A tool to convert digital photos (and other images) into MPEG movie streams on Linux/UNIX.
image2mpeg is free software and published under the GPL.
After years of producing photos with my digital camera, I was searching for a way to show them on the TV. In the first step I made SVCDs with MPEG still images. The display quality was very good, but SVCD doesn't allow transitions between the photos nor music.
Now, image2mpeg is a tool to convert digital photos (and any other images) into MPEG video streams with transitions between the images. The photos may be accompanied with music (or any other audio streams). Also included in image2mpeg is a script to generate credits and title streams.
Furthermore, image2mpeg now also supports the Ken Burns Effect, where photos can be panned and zoomed during display.
image2mpeg is running on Linux, and should also work on other UNIX platforms as long as the packages are available which image2mpeg depends on.
image2mpeg depends on some other software packages:
- FFMPEG for the encoding of the MEPG streams
- MPEG tools (at least version 1.6) for encoding of the MEPG streams
- Graphics library ImageMagick and its development package (you will need at least version 6.1.8), or DevIL (you will need a patched version of DevIL-1.6.7, the original version will crash when you write data to pipes instead of files, see below)
- tooLAME MPEG audio layer2 VBR encoder for MP3 re-encoding (you will need at least version 0.2l)
- MAD MPEG audio decoder and its development package for determining MP3 lengths
In addition to may want to use VCDimager to generate VCD or SVCDs from the generated streams.
For DVD authoring I personally prefer DVDStyler.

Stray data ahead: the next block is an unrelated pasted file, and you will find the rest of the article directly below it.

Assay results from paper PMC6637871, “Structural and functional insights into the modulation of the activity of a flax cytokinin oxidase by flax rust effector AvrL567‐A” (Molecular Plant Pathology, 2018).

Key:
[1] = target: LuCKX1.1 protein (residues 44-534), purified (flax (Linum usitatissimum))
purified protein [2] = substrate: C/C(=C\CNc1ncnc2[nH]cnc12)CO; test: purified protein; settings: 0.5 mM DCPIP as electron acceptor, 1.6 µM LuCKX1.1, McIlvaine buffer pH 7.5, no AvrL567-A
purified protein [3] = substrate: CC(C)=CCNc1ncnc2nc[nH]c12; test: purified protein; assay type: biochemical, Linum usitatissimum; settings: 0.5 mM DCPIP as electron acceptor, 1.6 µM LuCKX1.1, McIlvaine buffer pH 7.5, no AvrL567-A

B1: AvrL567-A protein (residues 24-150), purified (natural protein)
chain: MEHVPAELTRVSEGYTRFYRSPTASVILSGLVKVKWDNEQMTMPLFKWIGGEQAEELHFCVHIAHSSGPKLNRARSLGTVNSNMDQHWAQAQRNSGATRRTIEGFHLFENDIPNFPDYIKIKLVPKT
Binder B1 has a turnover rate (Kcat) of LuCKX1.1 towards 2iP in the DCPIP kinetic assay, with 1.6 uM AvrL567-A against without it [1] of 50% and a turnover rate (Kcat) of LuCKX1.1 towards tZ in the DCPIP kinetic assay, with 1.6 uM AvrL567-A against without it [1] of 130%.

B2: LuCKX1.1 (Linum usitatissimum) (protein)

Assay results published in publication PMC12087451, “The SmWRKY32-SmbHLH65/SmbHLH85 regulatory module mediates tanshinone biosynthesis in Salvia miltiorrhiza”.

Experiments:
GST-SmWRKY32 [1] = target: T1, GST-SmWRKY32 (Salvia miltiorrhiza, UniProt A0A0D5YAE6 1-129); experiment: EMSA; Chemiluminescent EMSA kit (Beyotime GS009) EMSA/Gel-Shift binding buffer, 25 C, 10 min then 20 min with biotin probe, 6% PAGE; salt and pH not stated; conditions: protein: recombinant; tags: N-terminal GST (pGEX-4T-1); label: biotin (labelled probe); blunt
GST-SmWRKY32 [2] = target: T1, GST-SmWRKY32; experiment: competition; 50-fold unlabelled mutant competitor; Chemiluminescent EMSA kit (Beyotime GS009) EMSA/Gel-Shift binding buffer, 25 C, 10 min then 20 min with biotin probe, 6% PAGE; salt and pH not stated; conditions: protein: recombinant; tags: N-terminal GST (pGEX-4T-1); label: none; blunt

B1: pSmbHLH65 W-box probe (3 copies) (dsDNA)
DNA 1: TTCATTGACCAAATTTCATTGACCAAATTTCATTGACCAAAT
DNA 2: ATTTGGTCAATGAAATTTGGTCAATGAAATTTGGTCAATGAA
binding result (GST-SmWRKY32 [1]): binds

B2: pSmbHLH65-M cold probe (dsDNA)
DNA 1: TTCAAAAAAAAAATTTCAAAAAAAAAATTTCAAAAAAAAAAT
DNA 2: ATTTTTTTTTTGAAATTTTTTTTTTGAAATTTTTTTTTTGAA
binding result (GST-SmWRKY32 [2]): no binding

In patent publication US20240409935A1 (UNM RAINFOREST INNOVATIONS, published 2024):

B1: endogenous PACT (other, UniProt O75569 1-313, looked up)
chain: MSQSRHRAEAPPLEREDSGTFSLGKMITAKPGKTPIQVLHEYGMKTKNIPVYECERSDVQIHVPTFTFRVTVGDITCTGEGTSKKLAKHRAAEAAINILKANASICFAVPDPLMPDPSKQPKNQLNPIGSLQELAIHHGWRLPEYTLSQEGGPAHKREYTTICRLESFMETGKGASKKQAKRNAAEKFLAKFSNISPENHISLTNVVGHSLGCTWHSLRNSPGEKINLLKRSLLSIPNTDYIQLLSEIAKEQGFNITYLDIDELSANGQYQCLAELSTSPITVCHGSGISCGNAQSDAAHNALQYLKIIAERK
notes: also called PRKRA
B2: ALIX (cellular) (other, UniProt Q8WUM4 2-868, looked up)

Most of the packages should be included in your Linux distribution.
Release 1.02, 04. August 2008
- Fixed new problem with command line passing
Release 1.01, 03. August 2008
- Fixed build with ImageMagick (libMagick/libMagickCore)
- Fixed problem with command line passing
- Fixed problem with 16-bit RGB input images (this is a work-around for a FFMPEG issue #556)
Release 1.0, 15. September 2007
- fixed support for NTSC (if ffmpeg is used as encoder)
- on multi-processor machines, image2ppm is now started multithreaded
- implemented exacter geometry processing which results in slightly smoother Ken Burns effects
- some minor code clean-ups
Release 0.9, 20. July 2007
- support for 16:9 aspect ratio (support for any aspect ratio, if ffmpeg is used as encoder)
- smarter aspect correction support
- image scaling is now done using Gaussian Filter for better quality, and the Point Filter is used for low quality (in quick mode)
- the geometry processing (incl. Ken-Burns-Effect) is no longer disabled in quick mode, but input images are scaled down(!) to speed things up
- image2ppm is now directly piped into ffmpeg (with this opimization ppmtoy4m is no longer needed)
- fixed some small memory leaks
- some code improvements
Release 0.8.3, 15. July 2007
- added code to handle aspect corrections (none, auto, fit-in, fill-in)
- fixed some typos in the man page
Release 0.8.2, 13. July 2007